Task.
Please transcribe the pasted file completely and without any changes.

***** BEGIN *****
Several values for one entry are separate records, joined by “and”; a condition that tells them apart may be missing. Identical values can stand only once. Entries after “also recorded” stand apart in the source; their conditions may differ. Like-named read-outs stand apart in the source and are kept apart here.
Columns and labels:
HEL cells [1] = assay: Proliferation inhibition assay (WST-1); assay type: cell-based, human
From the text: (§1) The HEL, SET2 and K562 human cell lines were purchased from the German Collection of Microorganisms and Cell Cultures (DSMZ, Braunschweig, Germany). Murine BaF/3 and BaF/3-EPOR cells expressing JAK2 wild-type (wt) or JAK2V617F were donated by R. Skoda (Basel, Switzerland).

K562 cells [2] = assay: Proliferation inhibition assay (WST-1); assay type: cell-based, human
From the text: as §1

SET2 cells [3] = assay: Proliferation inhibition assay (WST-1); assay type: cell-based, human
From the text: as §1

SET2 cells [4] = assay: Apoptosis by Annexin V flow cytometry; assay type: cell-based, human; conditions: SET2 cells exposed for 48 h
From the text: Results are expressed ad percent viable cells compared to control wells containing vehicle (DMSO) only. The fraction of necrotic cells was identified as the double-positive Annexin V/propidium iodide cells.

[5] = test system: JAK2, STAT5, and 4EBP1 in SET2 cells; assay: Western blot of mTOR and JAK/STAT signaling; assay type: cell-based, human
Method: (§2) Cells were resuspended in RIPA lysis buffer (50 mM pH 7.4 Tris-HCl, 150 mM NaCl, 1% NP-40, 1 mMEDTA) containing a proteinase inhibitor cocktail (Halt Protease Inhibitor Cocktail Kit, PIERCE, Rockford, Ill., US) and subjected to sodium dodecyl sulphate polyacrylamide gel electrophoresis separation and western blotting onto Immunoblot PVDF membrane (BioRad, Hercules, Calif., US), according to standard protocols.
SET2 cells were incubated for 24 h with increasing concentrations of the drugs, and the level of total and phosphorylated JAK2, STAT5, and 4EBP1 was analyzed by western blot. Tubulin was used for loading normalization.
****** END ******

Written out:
Several values for one entry are separate records, joined by “and”; a condition that tells them apart may be missing. Identical values can stand only once. Entries after “also recorded” stand apart in the source; their conditions may differ. Like-named read-outs stand apart in the source and are kept apart here.
Columns and labels:
HEL cells [1] = assay: Proliferation inhibition assay (WST-1); assay type: cell-based, human
From the text: (§1) The HEL, SET2 and K562 human cell lines were purchased from the German Collection of Microorganisms and Cell Cultures (DSMZ, Braunschweig, Germany). Murine BaF/3 and BaF/3-EPOR cells expressing JAK2 wild-type (wt) or JAK2V617F were donated by R. Skoda (Basel, Switzerland).

K562 cells [2] = assay: Proliferation inhibition assay (WST-1); assay type: cell-based, human
From the text: as §1

SET2 cells [3] = assay: Proliferation inhibition assay (WST-1); assay type: cell-based, human
From the text: as §1

SET2 cells [4] = assay: Apoptosis by Annexin V flow cytometry; assay type: cell-based, human; conditions: SET2 cells exposed for 48 h
From the text: Results are expressed ad percent viable cells compared to control wells containing vehicle (DMSO) only. The fraction of necrotic cells was identified as the double-positive Annexin V/propidium iodide cells.

[5] = test system: JAK2, STAT5, and 4EBP1 in SET2 cells; assay: Western blot of mTOR and JAK/STAT signaling; assay type: cell-based, human
Method: (§2) Cells were resuspended in RIPA lysis buffer (50 mM pH 7.4 Tris-HCl, 150 mM NaCl, 1% NP-40, 1 mMEDTA) containing a proteinase inhibitor cocktail (Halt Protease Inhibitor Cocktail Kit, PIERCE, Rockford, Ill., US) and subjected to sodium dodecyl sulphate polyacrylamide gel electrophoresis separation and western blotting onto Immunoblot PVDF membrane (BioRad, Hercules, Calif., US), according to standard protocols.
SET2 cells were incubated for 24 h with increasing concentrations of the drugs, and the level of total and phosphorylated JAK2, STAT5, and 4EBP1 was analyzed by western blot. Tubulin was used for loading normalization.